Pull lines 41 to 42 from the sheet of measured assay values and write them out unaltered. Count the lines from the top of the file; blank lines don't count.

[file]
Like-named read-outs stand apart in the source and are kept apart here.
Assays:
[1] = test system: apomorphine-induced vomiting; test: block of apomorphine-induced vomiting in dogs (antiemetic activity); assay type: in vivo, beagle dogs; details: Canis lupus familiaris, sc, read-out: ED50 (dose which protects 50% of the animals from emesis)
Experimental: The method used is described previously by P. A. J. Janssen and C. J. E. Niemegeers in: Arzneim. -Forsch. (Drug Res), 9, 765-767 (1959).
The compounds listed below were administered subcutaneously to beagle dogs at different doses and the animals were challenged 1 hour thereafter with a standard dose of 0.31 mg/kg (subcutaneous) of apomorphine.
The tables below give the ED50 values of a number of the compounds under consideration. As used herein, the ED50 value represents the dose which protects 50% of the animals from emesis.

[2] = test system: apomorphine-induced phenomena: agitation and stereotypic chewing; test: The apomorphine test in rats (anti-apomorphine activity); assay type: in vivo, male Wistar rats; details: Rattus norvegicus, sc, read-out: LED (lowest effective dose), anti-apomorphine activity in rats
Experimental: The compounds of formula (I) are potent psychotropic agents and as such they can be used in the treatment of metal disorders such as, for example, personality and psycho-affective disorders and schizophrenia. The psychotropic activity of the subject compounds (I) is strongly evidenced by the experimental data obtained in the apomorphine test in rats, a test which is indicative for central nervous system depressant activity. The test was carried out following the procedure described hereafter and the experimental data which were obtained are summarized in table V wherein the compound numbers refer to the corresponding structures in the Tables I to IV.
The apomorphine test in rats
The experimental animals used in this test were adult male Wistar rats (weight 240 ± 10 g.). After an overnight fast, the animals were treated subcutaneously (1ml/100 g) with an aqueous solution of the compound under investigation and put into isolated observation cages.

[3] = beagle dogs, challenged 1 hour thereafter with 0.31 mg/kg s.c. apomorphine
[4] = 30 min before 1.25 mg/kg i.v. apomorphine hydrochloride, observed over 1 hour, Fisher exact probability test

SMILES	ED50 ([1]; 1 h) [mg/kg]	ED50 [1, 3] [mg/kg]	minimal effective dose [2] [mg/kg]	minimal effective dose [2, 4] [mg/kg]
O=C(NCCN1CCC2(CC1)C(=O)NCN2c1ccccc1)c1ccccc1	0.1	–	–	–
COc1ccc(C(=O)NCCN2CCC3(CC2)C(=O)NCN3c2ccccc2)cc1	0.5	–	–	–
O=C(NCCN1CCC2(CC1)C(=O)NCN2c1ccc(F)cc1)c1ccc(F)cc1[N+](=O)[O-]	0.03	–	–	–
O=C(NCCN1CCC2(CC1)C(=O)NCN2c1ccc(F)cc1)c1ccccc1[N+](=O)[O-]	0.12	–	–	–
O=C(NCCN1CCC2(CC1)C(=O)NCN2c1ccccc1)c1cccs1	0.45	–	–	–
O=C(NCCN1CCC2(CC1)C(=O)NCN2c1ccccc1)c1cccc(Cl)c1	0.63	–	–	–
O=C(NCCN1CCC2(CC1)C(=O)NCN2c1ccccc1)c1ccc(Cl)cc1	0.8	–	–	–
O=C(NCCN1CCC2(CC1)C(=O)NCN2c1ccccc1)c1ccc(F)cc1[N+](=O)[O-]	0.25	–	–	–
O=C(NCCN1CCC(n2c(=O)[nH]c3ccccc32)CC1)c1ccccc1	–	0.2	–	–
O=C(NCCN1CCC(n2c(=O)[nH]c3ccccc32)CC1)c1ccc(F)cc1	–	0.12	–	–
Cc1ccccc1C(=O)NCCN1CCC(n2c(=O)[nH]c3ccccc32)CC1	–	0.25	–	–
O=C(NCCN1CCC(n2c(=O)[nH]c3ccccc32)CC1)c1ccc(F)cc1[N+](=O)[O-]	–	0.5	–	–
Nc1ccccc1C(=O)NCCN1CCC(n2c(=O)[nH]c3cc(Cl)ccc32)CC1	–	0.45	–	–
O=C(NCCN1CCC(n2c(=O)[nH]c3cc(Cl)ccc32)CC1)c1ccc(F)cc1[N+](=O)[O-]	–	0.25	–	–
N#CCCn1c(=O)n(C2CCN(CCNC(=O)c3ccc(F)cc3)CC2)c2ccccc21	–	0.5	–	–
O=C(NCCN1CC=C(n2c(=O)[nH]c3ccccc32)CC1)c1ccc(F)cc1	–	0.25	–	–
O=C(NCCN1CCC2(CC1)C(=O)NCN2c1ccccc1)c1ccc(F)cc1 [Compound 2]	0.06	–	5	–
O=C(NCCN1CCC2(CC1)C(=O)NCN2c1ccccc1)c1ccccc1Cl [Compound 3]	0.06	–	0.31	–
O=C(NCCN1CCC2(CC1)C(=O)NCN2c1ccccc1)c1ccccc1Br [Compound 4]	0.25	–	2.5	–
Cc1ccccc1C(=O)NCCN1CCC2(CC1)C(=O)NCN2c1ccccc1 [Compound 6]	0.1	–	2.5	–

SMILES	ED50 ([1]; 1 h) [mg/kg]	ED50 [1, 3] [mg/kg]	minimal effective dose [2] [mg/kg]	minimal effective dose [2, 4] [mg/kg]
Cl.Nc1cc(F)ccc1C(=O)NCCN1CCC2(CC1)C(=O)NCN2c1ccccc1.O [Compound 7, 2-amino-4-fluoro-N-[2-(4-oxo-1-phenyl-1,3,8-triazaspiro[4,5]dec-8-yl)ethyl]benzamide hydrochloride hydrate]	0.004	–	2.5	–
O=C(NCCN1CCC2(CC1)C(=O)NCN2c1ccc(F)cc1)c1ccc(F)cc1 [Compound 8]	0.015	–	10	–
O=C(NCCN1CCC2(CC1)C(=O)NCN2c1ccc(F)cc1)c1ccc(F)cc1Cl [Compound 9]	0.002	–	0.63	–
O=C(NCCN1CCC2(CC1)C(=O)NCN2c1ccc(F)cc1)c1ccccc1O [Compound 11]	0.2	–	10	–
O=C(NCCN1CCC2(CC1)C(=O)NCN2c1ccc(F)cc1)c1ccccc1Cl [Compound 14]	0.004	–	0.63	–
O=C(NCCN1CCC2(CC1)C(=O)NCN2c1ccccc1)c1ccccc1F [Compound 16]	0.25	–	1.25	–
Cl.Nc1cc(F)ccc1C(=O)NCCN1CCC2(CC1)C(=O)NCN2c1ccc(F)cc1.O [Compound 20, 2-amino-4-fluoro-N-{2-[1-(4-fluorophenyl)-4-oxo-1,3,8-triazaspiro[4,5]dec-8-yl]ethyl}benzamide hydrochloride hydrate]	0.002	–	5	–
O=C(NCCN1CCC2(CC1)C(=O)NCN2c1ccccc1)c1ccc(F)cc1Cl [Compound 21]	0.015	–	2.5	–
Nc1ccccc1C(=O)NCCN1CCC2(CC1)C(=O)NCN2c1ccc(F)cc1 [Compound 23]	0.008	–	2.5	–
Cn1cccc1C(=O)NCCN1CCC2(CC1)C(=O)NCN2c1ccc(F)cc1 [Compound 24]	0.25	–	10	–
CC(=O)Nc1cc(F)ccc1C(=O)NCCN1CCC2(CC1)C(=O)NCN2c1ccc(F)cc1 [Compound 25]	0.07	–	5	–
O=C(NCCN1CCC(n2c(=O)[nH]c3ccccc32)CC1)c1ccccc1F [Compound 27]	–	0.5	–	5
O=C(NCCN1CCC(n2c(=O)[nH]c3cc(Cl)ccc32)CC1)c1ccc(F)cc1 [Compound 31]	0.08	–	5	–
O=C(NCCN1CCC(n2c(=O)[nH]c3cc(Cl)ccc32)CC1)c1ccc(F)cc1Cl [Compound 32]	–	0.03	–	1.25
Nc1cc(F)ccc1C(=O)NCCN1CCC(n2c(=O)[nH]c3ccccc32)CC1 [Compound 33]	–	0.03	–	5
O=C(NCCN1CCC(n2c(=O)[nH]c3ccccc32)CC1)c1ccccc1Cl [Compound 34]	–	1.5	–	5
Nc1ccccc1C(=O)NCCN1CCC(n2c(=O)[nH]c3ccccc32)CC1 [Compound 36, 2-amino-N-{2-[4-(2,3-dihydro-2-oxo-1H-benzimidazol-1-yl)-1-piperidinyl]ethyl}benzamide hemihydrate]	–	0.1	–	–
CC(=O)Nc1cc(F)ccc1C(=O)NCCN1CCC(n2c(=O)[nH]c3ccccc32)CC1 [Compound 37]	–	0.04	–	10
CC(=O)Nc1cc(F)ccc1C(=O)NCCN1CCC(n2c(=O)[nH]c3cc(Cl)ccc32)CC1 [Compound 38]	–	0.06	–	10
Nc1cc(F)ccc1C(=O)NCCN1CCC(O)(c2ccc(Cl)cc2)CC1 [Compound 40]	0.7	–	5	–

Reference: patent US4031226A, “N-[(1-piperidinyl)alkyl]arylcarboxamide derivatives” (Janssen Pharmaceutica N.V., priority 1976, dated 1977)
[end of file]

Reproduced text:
Cl.Nc1cc(F)ccc1C(=O)NCCN1CCC2(CC1)C(=O)NCN2c1ccc(F)cc1.O [Compound 20, 2-amino-4-fluoro-N-{2-[1-(4-fluorophenyl)-4-oxo-1,3,8-triazaspiro[4,5]dec-8-yl]ethyl}benzamide hydrochloride hydrate]	0.002	–	5	–
O=C(NCCN1CCC2(CC1)C(=O)NCN2c1ccccc1)c1ccc(F)cc1Cl [Compound 21]	0.015	–	2.5	–